Filing and serving documents - High Court rule changes

POSTED BY Thomas Bielby
15 April 2020



New Zealand’s courts have remained open during the COVID-19 lockdown but are operating at a limited capacity.The Chief Justice and other heads of bench have made several announcements about how the court system will continue to function during this time.

The High Court has also issued several practice notes to provide the profession with some guidance around the relaxation some of the usual procedural requirements.

More recently, the High Court Rules have been amended to provide additional clarity and certainty around requirements during this time.It is important that those currently involved in or contemplating civil proceedings in the High Court are aware of the recent changes to normal procedure.

Temporary changes to the High Court Rules

The High Court (COVID-19 Preparedness) Amendment Rules 2020 came into force on 9 April 2020. The new Rules temporarily amend several High Court Rules relating to the filing, service, and attestation of documents. The key changes are as follows:


    • The Court will accept filing by methods other than by hand or by post.In particular, the new rules allow for electronic filing by sending documents to an email address provided by the Registrar (New Rules 5.1A and 5.1B). Additionally, Judges are now able to direct that documents be filed electronically or by post if filing of documents by hand would disrupt the Court’s business or endanger any person(New Rule 5.1A(6)).

    • Signatures appearing on copies of documents filed electronically can now be relied on in proceedings by deeming the original signed document to have been filed (New Rules 5.1A(3) and (4)).

    • Filing fees no longer have to be paid by cheque. At the Registrar’s discretion, filing fees can be paid by credit card, electronic bank transfer, or by undertaking (New Rule 5.1B).New Rule 5.1B(d) also allows Registrars a discretion to deem that a filing fee has been paid so that a document can be accepted for filing where required by the interests of justice and in the existence of an emergency.


    • In circumstances where allowing other means of service would disrupt the court’s business or endanger any person, Judges can now require that documents be served electronically (New Rule 6.1A).

Oaths and declarations:

    • High Court Rule 9.12 has been amended to revoke the requirement to have witnesses sign briefs after reading them into evidence. The wider requirement to have briefs signed under Rule 9.7(4)(a) has also been revoked.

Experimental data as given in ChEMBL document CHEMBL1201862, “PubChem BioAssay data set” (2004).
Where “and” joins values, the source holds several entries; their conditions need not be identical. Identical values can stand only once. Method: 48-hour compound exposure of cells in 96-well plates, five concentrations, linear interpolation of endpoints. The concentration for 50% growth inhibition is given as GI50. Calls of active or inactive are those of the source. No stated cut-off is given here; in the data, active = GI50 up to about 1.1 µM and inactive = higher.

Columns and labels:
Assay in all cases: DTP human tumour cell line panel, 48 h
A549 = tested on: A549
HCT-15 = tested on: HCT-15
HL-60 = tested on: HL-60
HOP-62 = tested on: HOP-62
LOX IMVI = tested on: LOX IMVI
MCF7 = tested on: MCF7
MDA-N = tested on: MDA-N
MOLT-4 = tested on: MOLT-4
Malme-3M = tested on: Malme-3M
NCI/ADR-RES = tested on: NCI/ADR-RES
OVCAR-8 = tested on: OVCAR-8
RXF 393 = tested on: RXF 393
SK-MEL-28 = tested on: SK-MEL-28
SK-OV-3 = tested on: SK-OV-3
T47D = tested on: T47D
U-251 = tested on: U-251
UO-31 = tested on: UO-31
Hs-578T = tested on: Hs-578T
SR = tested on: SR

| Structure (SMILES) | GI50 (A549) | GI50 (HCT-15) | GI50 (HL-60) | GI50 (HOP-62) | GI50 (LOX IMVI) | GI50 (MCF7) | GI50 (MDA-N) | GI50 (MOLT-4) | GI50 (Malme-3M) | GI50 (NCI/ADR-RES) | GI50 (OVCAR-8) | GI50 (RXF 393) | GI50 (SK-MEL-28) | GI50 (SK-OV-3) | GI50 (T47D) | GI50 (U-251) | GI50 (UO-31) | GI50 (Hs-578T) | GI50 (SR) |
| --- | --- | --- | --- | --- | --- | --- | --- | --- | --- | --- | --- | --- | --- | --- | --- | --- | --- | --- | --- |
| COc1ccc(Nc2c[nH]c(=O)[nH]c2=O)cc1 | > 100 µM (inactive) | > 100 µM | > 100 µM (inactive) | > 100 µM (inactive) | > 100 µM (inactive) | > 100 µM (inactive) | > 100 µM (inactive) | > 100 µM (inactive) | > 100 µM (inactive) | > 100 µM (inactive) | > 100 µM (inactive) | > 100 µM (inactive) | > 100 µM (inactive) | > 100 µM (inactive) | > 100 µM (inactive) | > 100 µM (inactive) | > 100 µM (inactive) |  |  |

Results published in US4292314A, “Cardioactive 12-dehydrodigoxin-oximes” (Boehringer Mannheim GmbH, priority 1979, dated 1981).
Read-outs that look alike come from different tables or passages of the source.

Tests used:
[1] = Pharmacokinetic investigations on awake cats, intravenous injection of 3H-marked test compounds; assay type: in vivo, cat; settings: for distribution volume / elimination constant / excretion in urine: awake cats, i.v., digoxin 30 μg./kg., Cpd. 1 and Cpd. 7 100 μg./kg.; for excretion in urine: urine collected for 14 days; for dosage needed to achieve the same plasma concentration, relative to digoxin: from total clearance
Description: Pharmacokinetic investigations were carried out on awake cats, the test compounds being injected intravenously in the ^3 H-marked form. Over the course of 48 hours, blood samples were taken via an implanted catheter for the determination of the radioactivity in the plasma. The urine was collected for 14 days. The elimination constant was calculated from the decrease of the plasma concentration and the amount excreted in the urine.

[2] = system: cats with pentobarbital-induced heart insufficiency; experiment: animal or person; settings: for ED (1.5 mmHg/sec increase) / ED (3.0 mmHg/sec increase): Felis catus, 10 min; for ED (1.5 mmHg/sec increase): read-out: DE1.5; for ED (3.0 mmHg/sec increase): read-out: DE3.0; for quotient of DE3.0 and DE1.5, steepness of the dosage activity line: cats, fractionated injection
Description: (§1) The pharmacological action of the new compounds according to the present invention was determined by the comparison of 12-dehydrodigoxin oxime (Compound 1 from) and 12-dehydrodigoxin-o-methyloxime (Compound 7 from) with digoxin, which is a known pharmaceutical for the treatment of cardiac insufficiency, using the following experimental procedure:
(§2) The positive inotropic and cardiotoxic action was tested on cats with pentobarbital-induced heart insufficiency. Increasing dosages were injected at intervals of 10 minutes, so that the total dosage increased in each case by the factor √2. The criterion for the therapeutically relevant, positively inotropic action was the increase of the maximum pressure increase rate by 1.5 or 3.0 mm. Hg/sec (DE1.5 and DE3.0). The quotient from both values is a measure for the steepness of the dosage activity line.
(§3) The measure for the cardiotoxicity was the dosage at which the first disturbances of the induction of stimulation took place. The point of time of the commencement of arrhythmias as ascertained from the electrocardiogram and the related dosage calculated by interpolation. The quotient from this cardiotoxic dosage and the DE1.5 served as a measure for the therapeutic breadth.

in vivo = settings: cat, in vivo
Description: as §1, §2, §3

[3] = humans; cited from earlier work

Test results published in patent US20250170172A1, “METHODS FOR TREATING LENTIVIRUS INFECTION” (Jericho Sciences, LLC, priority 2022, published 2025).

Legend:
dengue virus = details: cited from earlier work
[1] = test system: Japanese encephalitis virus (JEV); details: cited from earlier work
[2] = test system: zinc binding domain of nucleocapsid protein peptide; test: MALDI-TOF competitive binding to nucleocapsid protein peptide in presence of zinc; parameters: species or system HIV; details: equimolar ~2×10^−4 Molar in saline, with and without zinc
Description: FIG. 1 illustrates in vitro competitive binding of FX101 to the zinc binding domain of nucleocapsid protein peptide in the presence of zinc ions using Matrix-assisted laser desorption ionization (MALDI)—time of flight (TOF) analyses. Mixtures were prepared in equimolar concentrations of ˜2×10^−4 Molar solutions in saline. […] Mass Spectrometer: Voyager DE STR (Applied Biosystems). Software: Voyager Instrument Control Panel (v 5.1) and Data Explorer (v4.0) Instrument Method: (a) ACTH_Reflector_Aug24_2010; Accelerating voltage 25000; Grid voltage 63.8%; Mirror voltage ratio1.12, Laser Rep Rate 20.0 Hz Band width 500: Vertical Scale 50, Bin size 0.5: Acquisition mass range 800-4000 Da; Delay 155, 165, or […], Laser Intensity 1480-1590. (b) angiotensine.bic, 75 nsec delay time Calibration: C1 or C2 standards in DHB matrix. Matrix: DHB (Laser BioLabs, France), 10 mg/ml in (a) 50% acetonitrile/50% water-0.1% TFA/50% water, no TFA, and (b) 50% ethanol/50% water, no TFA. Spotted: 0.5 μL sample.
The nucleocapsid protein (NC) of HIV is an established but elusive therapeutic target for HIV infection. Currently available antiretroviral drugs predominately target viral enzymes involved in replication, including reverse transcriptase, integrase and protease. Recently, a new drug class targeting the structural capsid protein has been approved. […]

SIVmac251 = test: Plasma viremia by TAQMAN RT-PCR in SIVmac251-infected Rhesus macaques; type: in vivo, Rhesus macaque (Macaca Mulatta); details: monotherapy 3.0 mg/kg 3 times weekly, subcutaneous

High Court Rule 9.73 has been amended to allow Judges to authorise the use of unsworn or unaffirmed affidavits in proceedings in emergency circumstances where requiring the affidavit to be sworn/affirmed would cause unacceptable delay to the proceeding or endanger any person.

(Please note that the above is only a brief summary of the key changes. The High Court (COVID-19 Preparedness) Amendment Rules 2020 can be found in full here) .

Guidance around timetabling issues in current proceedings

Timetables in current proceedings have already been severely affected and further delays and disruption seem inevitable for the foreseeable future.The High Court issued a practice note on 2 April 2020 placing the onus on counsel and self-represented litigants to confer and make reasonable accommodation when dealing with timetable variations. The practice note also advises that the Court will only get involved in timetabling matters where there is disagreement between the parties, and that any party found to have been unreasonable in failing to agree to a timetable variation is to expect cost consequences.


The rule changes and guidance from the courts is intended to keep the courts operating as smoothly as possible and ensure that justice continues to be administered during the lockdown period. However, it is unclear how long these measures will remain in place or at what stage the new rules might be repealed. It is also possible that further changes and amendments to the rules could be made as more discrete procedural issues come to light.

This document was created on 15 April 2020 and reflects developments as at that date.

POSTED BY Thomas Bielby
15 April 2020